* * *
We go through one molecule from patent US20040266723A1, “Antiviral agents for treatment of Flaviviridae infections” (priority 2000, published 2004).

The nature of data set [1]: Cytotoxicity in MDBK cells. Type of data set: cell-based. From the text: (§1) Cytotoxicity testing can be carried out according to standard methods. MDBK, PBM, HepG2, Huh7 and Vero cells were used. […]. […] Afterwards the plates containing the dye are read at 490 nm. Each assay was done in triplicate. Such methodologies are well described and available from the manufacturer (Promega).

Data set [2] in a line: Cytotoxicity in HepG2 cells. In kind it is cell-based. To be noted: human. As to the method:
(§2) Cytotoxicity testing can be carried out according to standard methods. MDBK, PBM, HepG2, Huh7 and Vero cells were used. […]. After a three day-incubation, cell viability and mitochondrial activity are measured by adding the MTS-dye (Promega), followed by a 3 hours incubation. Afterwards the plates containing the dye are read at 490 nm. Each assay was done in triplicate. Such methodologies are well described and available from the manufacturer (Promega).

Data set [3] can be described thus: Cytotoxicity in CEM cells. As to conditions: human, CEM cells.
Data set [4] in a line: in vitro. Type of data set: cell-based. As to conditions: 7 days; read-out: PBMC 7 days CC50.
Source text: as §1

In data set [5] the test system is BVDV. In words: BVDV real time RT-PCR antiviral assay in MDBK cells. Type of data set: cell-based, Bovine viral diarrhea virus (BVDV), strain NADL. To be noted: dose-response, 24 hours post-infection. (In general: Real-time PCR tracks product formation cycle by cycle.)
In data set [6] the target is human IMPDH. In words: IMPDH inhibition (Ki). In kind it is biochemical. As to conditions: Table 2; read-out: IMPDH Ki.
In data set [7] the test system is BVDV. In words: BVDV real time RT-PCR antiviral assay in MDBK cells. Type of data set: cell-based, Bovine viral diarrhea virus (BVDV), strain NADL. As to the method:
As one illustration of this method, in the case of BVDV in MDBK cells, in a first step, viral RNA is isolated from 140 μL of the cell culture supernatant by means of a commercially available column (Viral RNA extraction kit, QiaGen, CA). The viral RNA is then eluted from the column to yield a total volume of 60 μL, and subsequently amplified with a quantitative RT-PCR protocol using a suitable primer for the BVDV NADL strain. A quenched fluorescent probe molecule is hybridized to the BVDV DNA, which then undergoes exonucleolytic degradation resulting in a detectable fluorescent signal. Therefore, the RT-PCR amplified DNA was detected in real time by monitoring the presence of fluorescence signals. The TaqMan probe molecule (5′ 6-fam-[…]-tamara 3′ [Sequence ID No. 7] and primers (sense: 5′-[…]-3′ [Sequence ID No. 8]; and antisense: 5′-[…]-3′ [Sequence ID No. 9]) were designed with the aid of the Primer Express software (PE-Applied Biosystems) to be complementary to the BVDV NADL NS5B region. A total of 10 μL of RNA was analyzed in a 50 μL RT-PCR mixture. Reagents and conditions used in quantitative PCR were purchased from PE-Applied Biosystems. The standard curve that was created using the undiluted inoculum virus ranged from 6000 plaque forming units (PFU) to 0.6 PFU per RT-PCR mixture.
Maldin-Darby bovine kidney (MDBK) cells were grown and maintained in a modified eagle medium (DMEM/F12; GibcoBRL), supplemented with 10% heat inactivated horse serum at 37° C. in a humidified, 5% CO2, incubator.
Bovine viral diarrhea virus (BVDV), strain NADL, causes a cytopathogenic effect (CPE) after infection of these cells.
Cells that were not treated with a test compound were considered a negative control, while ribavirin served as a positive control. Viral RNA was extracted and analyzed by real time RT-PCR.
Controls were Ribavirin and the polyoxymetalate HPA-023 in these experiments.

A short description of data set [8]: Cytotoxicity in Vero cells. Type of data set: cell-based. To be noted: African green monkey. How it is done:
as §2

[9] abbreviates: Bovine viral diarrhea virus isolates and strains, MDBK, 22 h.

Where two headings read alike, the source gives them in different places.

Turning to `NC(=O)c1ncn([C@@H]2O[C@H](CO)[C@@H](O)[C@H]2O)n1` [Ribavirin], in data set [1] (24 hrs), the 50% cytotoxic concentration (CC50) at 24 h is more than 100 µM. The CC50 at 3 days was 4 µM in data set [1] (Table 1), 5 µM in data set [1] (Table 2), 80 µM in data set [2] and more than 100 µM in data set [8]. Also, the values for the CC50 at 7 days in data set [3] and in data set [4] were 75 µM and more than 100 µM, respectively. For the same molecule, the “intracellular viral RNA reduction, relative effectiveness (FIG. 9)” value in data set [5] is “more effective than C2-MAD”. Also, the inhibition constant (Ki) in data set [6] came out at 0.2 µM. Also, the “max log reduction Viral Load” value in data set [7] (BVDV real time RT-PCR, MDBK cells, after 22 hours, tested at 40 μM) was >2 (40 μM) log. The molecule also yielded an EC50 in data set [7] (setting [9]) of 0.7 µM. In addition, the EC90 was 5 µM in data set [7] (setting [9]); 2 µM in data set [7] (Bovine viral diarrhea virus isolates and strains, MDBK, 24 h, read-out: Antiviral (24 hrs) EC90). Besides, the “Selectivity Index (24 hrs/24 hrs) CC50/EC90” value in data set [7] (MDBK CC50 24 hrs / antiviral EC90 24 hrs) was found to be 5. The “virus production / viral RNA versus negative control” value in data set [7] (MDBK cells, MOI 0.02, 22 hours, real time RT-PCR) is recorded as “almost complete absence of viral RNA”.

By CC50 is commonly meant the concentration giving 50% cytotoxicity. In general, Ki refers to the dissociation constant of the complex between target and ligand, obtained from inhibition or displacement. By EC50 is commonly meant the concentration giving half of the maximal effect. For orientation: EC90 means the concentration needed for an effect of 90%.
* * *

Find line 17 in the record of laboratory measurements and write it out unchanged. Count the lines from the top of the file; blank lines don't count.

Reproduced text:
as §2